If you hear a heavy Long Island accent taunting you in Warzone 2.0, it's me.

If you hear a heavy Long Island accent mocking you Warzone 2.0This is me.
Image: Activision / Kotaku

We only have Warzone 2.0 it’s been a few hours and it’s already clear that proximity chat is a brand new feature. Today, brand new battle royale Call of Duty launched an hour before the scheduled timeand there’s a ton of new features to analyze – a completely revamped inventory system, a tag team gulag, and affinity chat, aka toxicity.

Read more: Call Of Duty: Warzone 2.0: Everything you need to know about Gulag, Proximity Chat and more

A video from FaZe Clan member ZooMaa shows just how powerful proximity chat can be to wake up enemy crew members – and they get pissed off and choked. During ZooMaa’s flow, the enemy says, “Come here, my friend, I can hear you.” ZooMaa then responds to him by repeatedly saying “where are you?” he asks. before the two engage in a hilarious shouting/shooting match.

Of course, famous Call of Duty Streamer TimTheTatman has also already shared his thoughts on proximity chat, telling an enemy to “look at their head” before headbutting him, calling the new feature “content”.

It’s unclear how close you have to be for proximity chat to kick in, and if you have your in-game chat off or your mic muted, it won’t really matter. But when it does start working, it’s obvious that it’s the kind of feature that will only spawn more chaos, more yelling, and in a lot of cases, more toxicity. Will this game make playing against dudes more insufferable? Maybe. Will I double down on being equally annoying? You bet.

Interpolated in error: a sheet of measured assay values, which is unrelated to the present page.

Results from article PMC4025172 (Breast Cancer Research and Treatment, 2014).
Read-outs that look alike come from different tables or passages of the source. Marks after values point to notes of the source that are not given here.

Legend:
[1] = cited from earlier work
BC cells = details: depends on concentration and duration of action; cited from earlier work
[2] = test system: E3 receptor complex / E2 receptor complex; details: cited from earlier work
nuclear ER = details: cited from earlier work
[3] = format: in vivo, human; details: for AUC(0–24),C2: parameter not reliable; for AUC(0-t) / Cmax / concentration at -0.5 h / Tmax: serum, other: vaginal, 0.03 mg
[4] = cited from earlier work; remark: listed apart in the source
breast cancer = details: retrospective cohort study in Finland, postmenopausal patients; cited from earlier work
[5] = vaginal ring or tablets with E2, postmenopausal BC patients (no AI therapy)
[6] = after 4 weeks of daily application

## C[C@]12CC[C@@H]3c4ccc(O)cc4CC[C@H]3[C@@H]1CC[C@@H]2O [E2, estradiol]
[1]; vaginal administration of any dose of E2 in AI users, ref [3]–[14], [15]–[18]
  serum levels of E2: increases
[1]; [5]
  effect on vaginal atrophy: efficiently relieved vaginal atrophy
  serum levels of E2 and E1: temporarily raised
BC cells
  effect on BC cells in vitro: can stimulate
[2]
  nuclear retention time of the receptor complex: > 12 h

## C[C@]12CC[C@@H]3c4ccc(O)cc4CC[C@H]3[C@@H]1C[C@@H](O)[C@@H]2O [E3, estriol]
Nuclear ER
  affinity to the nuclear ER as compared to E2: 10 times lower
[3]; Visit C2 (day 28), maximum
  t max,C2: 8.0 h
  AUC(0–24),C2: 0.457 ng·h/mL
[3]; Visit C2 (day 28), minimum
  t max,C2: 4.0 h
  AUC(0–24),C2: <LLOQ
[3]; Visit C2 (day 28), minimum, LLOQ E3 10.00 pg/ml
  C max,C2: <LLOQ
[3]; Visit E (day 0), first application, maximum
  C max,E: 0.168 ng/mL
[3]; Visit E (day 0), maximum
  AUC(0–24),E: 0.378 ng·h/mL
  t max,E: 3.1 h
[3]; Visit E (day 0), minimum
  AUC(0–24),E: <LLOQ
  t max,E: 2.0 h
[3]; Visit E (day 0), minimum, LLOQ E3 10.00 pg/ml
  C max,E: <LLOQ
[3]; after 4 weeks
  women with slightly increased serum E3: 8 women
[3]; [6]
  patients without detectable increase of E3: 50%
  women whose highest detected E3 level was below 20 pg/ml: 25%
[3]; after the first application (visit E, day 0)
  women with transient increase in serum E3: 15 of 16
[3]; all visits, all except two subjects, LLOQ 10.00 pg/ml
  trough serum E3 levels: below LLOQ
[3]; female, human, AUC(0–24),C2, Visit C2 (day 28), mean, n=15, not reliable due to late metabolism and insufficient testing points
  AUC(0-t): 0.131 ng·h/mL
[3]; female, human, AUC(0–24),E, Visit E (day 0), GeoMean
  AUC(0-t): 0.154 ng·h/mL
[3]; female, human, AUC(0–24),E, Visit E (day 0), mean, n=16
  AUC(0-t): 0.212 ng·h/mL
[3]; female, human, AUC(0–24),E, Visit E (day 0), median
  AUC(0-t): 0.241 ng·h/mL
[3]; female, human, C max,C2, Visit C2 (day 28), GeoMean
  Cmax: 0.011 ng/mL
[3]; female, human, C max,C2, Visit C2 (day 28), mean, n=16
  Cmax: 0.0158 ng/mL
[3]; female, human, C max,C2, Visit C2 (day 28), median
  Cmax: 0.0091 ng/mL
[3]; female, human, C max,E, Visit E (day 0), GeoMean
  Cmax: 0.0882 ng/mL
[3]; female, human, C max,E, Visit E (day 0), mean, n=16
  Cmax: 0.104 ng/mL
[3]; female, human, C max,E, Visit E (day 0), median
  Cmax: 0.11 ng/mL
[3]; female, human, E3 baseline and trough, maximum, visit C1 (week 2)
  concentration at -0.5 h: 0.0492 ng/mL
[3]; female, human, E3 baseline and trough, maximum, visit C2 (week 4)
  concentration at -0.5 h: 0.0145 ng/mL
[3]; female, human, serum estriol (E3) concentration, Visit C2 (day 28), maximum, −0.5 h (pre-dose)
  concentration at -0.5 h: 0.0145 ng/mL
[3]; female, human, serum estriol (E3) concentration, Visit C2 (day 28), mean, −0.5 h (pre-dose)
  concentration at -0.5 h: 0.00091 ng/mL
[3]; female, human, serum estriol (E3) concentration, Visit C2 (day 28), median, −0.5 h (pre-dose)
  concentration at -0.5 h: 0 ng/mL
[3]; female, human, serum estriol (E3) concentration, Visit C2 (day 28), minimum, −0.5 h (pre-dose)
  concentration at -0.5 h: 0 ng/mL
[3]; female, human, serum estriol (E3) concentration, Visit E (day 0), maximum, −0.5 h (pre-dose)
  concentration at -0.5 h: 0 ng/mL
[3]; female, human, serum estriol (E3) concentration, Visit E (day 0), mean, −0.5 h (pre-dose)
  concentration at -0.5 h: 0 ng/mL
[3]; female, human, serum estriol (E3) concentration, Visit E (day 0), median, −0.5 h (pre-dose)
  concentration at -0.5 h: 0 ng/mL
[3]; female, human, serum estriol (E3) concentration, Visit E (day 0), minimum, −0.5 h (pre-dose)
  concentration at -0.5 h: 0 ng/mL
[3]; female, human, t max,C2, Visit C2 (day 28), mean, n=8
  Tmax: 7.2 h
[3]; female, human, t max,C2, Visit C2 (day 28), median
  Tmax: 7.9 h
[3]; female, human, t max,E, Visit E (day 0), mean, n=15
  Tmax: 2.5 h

Read More: Modern War II Gameplay Reveals Variable, Non-Linear Battle Passage

First time Warzone 2.0 In a quads match, my teammates and I received a bounty contract and was given to remove an enemy player, which would earn us a lot of money. As we got closer to our location on our Taj-map, it became clear that the enemy, aware of the blessing on his head, climbed to the top of the tallest building in the area. As we climbed to the top looking for him, his voice was suddenly heard in my headphones, his name in the lower left corner of my scream.

“Get away from me!” he shouted, panic rising in his voice. “I’m coming for you, baby,” I read back. My team started singing “we’re coming for you” like schoolboy dreams from the 19th century until we turned it on. His last words were “God damn it”.

It’s very obvious within the first few hours of launch Warzone 2.0‘s proximity will be a feature that polarizes the conversation. For marginalized people who play Call of Duty, this could be another way for them to be harassed. Fortunately, you can turn off proximity chat, voice chat, and last word chat on all of them. Warzone 2.0 settings menu. If you’re like me and hardened by 20 years of abuse by straight cishet men in FPS titles, you can join me in continuing the intimacy conversation.

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